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Not the same old story

There's an age gap between McCain and Obama, but it doesn't show up on their EKGs.

June 01, 2008|Ezra Klein | Ezra Klein is an associate editor at the American Prospect. He blogs at

Call me squeamish, but I really wish I didn't know that John McCain recently suffered from an enlarged prostate. That, however, was merely one of the many bits of health trivia that emerged after the McCain campaign opened hundreds of pages of the candidate's medical records to a few select members of the media.

The reporters were given a few hours to take notes -- but no photocopies -- so they could assure the voters of McCain's health and vigor. The next morning, bleary-eyed Americans opened their papers and learned about everything from McCain's melanomas to his trouble with cholesterol. The takeaway was that McCain is plenty healthy to serve, but it was a rather undignified way to find that out.

Barack Obama and McCain are separated by the largest age difference of any two presidential candidates in history. If Obama is elected, he will be, at 47, among the youngest presidents in history; if McCain wins, he'll be the oldest to win the office, at 72.

Many see the 25-year age gap as McCain's greatest vulnerability. It's what Obama is not so subtly reminding you of when he calls this election a choice between "the past and the future." It's why there's a website called (among the entries are Mt. Rushmore, the polio vaccine, chocolate chip cookies, Cobb salad and the ballpoint pen). It also explains why the McCain campaign hosted that viewing of McCain's medical records: How better to answer questions about his age than by allaying fears about his health?

For The Record
Los Angeles Times Sunday, June 08, 2008 Home Edition Opinion Part M Page 3 Editorial pages Desk 1 inches; 25 words Type of Material: Correction
Politics: A June 1 article on the age gap between John McCain and Barack Obama referred incorrectly to a website. The correct name is

Evaluating mortality risk, however, is a tricky thing. Obama's mother died young from cancer, so do we have to take that into account when we consider who is the "healthier" candidate? Should we ask our candidates to submit to genetic testing to better assess their health risks?

The real significance of the age difference is not about health and mortality but about worldview, about ideology, about how the candidates understand the threats we face and the world we're in. A candidate like McCain, born in the final years of the Depression and shortly before the outbreak of World War II, will simply have a different frame of reference from a candidate born, as Obama was, in 1961, the year President Kennedy took office and Bob Dylan arrived in New York. And that should be discussed openly.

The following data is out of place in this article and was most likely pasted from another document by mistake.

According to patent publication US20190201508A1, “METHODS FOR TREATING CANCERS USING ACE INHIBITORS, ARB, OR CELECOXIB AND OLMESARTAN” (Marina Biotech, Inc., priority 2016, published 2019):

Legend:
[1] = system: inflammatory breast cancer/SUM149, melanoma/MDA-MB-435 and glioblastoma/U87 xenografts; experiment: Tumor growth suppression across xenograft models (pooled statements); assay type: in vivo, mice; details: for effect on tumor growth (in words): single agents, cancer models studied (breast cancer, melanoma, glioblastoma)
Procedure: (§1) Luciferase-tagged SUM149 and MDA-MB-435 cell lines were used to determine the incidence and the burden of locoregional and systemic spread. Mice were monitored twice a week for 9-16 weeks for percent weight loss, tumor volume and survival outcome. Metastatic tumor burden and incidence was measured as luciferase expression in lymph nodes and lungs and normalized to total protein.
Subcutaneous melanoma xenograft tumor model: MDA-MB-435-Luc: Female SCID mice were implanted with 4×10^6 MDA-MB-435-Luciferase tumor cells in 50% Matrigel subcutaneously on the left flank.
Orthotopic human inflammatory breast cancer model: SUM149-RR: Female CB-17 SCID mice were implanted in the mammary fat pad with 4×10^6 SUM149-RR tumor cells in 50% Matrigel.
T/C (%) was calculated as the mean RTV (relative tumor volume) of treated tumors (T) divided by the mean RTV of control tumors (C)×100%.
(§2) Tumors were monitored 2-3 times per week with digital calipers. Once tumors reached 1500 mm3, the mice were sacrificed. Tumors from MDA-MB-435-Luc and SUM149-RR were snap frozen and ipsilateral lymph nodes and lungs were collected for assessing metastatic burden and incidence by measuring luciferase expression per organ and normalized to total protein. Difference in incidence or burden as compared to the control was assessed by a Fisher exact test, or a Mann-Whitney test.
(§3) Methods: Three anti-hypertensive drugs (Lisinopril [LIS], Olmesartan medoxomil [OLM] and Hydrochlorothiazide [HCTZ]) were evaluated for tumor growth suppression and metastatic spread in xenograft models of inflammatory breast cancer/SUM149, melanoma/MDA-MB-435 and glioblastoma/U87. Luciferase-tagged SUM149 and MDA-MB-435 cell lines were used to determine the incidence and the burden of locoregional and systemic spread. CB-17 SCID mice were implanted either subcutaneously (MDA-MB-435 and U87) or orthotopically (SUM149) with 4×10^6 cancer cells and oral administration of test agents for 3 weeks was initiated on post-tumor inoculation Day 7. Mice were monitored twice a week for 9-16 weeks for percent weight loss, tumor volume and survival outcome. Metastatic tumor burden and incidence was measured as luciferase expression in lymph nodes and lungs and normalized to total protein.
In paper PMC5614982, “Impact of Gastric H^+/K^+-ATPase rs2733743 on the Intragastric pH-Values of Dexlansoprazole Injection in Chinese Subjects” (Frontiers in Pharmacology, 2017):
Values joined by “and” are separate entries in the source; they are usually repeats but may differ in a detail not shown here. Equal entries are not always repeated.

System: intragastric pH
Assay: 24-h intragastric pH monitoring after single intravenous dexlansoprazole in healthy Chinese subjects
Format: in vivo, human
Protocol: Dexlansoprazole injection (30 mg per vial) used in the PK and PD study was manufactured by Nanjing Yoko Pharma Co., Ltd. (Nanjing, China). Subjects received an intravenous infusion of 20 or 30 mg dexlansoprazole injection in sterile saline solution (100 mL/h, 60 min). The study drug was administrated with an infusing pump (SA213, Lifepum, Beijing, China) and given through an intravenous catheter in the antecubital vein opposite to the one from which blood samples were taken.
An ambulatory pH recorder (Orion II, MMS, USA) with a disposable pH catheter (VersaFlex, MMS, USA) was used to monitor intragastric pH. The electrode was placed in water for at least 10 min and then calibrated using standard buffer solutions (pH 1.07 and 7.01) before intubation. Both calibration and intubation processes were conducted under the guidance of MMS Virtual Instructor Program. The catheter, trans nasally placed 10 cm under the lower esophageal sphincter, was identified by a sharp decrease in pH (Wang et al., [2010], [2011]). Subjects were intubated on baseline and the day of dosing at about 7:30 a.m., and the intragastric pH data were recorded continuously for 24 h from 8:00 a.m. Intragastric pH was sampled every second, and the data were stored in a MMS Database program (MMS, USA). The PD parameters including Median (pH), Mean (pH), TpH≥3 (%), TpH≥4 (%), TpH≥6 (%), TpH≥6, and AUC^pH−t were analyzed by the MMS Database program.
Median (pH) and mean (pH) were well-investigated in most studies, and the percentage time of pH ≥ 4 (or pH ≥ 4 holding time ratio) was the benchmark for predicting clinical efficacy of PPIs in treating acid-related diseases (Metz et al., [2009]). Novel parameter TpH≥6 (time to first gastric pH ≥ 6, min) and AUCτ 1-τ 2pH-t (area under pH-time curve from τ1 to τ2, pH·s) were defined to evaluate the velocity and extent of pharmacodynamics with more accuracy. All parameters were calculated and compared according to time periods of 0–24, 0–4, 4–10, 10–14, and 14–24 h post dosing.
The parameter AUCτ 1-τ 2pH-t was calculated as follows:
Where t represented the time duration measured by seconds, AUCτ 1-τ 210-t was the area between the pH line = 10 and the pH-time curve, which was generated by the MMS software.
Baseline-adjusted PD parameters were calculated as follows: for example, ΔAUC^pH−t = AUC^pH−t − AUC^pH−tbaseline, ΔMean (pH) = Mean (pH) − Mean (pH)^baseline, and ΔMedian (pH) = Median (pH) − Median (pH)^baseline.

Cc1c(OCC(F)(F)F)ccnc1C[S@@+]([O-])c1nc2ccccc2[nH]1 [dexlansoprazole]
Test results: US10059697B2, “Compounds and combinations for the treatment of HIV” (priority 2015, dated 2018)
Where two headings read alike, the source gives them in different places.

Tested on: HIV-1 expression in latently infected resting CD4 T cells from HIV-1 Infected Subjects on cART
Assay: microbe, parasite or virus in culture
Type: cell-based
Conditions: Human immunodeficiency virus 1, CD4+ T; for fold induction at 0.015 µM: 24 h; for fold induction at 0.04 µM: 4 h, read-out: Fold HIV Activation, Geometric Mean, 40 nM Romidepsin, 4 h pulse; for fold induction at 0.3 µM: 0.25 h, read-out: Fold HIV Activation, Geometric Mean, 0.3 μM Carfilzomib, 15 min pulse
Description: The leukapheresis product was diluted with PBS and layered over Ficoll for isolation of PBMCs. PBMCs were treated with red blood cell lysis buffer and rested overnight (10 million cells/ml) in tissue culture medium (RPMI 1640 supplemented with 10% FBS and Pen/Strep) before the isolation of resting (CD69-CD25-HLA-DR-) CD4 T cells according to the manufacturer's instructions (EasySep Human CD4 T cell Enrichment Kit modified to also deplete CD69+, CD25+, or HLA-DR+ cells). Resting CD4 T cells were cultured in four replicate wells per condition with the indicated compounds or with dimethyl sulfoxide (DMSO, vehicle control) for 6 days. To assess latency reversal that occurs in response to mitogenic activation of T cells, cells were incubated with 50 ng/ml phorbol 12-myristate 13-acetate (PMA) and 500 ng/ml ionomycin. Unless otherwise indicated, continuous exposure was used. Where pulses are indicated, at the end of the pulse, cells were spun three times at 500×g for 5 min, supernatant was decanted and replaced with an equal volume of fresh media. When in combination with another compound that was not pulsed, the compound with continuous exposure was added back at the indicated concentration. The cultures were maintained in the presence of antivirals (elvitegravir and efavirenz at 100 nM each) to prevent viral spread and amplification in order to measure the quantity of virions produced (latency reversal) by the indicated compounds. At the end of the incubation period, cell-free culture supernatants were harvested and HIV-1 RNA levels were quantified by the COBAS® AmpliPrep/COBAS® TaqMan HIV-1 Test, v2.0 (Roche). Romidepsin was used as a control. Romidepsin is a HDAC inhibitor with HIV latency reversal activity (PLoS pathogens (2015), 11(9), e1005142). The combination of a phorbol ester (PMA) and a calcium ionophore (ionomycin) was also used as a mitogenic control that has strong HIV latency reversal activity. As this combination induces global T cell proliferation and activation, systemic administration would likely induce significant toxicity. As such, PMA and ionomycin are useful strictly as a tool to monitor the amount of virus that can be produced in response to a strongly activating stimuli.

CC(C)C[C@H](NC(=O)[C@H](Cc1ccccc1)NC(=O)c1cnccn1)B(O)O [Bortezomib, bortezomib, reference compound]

But first, a quick caveat. Age and political context are not the only factors that decide an individual's political orientation. Just ask my libertarian friends. Party identification, with all of its associated reinforcement effects, matters tremendously. So too does race, gender, class, personal experiences, the friends you chose, the partner you married, the state you come from, and all the other ineffable characteristics that figure into an individual's development. This campaign has suffered from no dearth of conversation about most of those pressures. John Edwards' wealth, Hillary Rodham Clinton's gender, Obama's race and everyone's spouses have been broadly discussed, and that's as it should be. But generational effects shouldn't be ignored either.

McCain came of age as the exultation of our seemingly clean triumph over the Axis countries shaded into the haunting anxiety of the Nuclear Age and superpower competition. When he says, as he often does, that "the transcendent challenge of the 21st century is radical Islamic extremists," it needs to be understood in that context: The Axis had a real shot at world domination. The Soviet Union's nuclear arsenal could have annihilated America. McCain, like others of his generation, is a man accustomed to transcendental challenges that come from states, the only actors traditionally able to pose a serious threat.

Thus, he has a tendency to play up the role of states in terrorism. In February 2003, McCain told the Center for Strategic and International Studies that "the links between Iraq and Al Qaeda are hotly debated today. Terrorist trails are designed to be obscure. Saddam [Hussein] knows that." In McCain's hands, the very absence of meaningful linkage between Hussein and Osama bin Laden became evidence of their collaboration. Similarly, McCain has often been criticized for repeatedly, and mistakenly, claiming that Iran is accepting and training members of Al Qaeda. But it is a revealing error. In both cases, McCain grasped to connect the threat of a diffuse terrorist network to traditional states. Searching for the transcendent danger, he overlooked the atomized threat.

By contrast, Obama passed the tumultuous '60s watching cartoons. He was 14 when the Vietnam War ended. By the time he had graduated from law school, at 29, the Soviet Union had crumbled. Which explains his apparent confusion at being drafted into the culture wars of the '60s.

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